Dame Julia Morton-Marr, part of the group PeaceWomen Across the Globe that was awarded the Nobel Peace Prize in 2005, visited the ULS on October 18, 2010 to rededicate the school’s Peace Garden and help inaugurate a new Peace Path. As one of 1000 PeaceWomen, Julia Morton-Marr teaches children how to be citizens of the world through curricula based on the idea that peace, justice, and the environment cannot be taught separately. Adopted by 3,500 schools in 34 countries, the curricula include an array of topics from conflict resolution and cultural understanding, to geography and performing arts, all of which are based on a set of four pillars: human sustainability; ecological integrity; social peace; and individual rights and responsibilities. ULS is honored to be one of the schools involved in the Hawai‘i School Peace Gardens community, part of Dame Morton-Marr’s International School Peace Gardens.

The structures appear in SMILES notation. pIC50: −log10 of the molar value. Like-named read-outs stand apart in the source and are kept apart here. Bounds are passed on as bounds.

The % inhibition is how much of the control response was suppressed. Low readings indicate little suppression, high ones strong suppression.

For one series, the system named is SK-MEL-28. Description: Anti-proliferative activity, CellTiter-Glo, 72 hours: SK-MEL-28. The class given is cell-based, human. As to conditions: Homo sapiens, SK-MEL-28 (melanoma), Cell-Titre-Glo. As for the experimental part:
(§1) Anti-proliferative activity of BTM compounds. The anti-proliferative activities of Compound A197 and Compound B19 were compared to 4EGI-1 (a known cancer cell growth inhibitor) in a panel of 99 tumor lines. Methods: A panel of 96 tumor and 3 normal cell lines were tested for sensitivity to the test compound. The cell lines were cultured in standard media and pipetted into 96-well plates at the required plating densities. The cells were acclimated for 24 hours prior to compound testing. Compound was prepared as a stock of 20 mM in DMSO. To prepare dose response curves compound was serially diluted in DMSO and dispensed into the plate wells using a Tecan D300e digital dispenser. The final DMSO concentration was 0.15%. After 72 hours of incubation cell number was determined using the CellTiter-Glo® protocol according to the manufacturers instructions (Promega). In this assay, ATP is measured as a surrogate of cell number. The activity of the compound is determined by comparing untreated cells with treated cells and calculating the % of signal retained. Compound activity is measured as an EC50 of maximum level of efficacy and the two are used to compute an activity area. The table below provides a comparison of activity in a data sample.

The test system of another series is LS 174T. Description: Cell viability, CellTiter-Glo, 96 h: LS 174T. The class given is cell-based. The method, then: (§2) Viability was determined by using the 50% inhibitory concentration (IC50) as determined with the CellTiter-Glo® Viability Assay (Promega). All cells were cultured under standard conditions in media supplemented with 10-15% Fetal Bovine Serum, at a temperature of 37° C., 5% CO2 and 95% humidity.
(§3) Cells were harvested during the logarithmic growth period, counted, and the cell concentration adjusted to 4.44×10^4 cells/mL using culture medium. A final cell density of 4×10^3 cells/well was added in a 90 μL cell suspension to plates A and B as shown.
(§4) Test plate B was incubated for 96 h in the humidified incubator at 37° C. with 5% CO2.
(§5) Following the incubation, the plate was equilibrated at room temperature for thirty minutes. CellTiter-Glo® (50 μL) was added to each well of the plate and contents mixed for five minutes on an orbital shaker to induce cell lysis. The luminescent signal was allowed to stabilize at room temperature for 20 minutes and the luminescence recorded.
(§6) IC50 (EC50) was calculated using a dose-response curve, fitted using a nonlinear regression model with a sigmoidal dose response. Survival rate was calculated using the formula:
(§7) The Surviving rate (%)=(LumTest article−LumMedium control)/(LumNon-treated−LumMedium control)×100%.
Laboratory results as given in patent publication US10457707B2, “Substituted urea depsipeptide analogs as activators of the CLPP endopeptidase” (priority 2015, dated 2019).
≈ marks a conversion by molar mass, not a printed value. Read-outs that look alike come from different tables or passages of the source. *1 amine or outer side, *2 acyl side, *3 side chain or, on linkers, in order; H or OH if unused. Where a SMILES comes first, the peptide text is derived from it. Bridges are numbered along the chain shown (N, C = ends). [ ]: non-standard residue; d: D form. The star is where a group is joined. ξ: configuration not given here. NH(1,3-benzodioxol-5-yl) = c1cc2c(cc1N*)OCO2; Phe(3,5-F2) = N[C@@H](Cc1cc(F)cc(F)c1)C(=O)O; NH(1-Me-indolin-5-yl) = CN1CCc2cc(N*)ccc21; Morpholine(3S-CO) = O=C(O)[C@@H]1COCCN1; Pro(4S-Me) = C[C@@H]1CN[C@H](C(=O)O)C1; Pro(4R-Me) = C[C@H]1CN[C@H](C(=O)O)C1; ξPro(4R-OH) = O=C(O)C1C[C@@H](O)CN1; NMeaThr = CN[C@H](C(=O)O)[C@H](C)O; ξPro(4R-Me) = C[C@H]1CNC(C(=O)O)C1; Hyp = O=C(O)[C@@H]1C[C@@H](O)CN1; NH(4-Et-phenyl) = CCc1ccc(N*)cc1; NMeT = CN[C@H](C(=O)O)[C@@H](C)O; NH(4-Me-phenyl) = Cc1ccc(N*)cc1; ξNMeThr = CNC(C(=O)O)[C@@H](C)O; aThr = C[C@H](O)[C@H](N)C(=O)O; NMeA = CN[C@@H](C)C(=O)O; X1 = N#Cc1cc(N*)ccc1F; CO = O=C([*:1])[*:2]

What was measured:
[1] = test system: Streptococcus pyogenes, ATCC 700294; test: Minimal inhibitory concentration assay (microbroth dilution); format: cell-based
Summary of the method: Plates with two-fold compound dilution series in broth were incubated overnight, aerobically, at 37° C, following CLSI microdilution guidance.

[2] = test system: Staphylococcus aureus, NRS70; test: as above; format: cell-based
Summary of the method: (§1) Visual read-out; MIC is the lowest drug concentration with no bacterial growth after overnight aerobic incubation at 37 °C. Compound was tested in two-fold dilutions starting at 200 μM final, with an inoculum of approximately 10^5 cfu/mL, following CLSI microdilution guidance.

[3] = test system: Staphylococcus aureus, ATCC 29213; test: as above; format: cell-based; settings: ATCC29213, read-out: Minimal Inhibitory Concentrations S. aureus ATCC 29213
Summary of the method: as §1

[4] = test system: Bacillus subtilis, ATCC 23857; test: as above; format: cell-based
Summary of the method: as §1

ULS became part of the International Peace Garden Program two years ago with the dedication of its first Peace Garden. The Peace Path, which has grown out of the many stewardship and sustainability initiatives going on in the school, is designed to physically and spiritually connect the elementary school’s learning landscape garden with the secondary school’s courtyard garden.
Adopt-a Walkway Project
In conjunction with Dame Morton-Marr’s visit and the joining of the two gardens, the second and third graders led the way in getting the whole school involved in taking care of their school. They had formed an “Earth Squad” two years ago that took on the task of keeping their campus clean as one of their first projects. This year they launched the Adopt a Walkway program for all students in grades K–12. An all-school workday in October let the school start the year with a clean campus, and each grade level K through twelve has taken responsibility for an area of the campus that they will maintain and beautify throughout the year.